Support for abortion rights has never been higher. Birth control use is nearly universal — 98% of Catholic women use it. Someone said that it takes three generations for social change to become permanent: one to fight for change, one to normalize the change, and the third to experience it as natural. We are on the cusp of the third generation: our youngest women know birth control is routine health care. They don’t feel gratitude that it exists, but anger that it’s not better researched and funded. As they come to power, women’s reproductive autonomy becomes irrevocable. Pandora’s box opened in my mother’s generation, but our daughters are ripping off the hinges.
This is why conservative forces are moving so quickly. Their plan to stack the courts is not yet complete, but they can’t afford to wait any longer. (Long live RBG!) They’re losing, and soon they will have lost. Sexual oppression requires a cultural context of shame and stigma, and those lessons must be intergenerational to truly stick. They can’t afford to acknowledge sexual consent, because it shifts shame to coercive men. They can’t allow medically accurate sex ed, because knowledge neutralizes stigma. Nothing lifts a community out of poverty faster than empowering women’s reproductive control, and sexual shame is what keeps women from coalescing around that goal. Preventing that is the real goal. I only hope I’m right that they’ve shown their cards too soon. The response is up to us.
White Christians have been in power for a long time, and those in power seek to stay in power. Their outrage was never really about abortion; conservatives are already talking about reversing the protections against segregation and restoring anti-miscegenation laws. They explicitly exempt IVF clinics, which predominantly serve the wealthy. And let’s not forget the crickets when it comes to prenatal and infant health care subsidies. Anyone who thinks this is a moral fight over a sincere belief in the sanctity of life needs to wake the hell up. It’s not remotely about that.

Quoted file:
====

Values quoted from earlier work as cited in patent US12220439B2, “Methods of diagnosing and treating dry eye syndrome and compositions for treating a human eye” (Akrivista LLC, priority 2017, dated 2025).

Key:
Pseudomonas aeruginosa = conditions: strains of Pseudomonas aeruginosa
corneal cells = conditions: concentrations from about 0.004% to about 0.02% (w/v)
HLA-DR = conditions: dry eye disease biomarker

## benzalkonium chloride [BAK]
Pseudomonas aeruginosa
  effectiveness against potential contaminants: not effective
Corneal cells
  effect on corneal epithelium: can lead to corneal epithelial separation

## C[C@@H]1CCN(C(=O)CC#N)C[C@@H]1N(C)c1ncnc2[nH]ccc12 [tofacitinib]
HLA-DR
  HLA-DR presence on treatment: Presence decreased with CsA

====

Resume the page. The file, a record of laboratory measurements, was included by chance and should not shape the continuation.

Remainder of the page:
The Jewish reverence for life is hard to overstate. We have thousands of years of legal precedent that places life above even biblical law, and millennia of eradication have resulted in seeing procreation as an act of resistance, and yet, we’re overwhelmingly pro-choice. The Torah refers to pregnancy as less than human life on several occasions. The penalty for a miscarriage through violence is not equivalent to murder, and before 40 days, the pregnancy is referred to being “as water.” The Torah is, of course, the same foundational book Christians call the “Old Testament.”
“Sanctity of life” is a rhetorical flourish engineered to whip up support, not a sincere belief held by those fighting to wrest power back into their hands. While white women focus on the right not to be pregnant, for other communities the right to safely deliver and raise children is equally threatened. Fictional Gilead is lived history for Black women (and explicitly inspired by Iran’s fundamentalist Islamic revolution), who were bred like livestock and used as lab animals in the horrific gynecological experiments of James Sims. Native American children were taken from their communities for generations, an act now defined as genocide. America’s maternal and infant mortality rates remain shameful, and when separated by race an even starker picture emerges. Forced sterilization has been used to control minority communities throughout American history. Anyone sincerely interested in saving the precious lives of unborn babies would start by helping all women safely carry wanted pregnancies to term.
As always, reproductive control is about power.
Inevitably, in a power differential there will be those who ally with their oppressor. The easiest way to control someone is to point to someone more oppressed, and then threaten demotion. White girls who insist on breeding with the “wrong” men are cast down to his community. In 1906, this was legally codified with the loss of citizenship for American women who married immigrants. Take any step outside of the power structure, and get demoted.
On the other hand, people who serve the power structure gain power. They become Governors of states like Alabama, as long as they toe the line. They become revered first ladies, any questionable history erased. They’re protected from rape, so long as the rapist isn’t a nice white boy whose future might be impacted by “a few minutes of action.” The price is absolute service to the power structure. Know your place or join the less fortunate.
Black women voted for Trump at only 4%, the lowest percentage of any group measured. There is no power block Black women can realistically ally with, and so they don’t fall into this trap in meaningful numbers. Black men have the option of identifying as “men” before “Black,” and 13% did when faced with Trump and Clinton.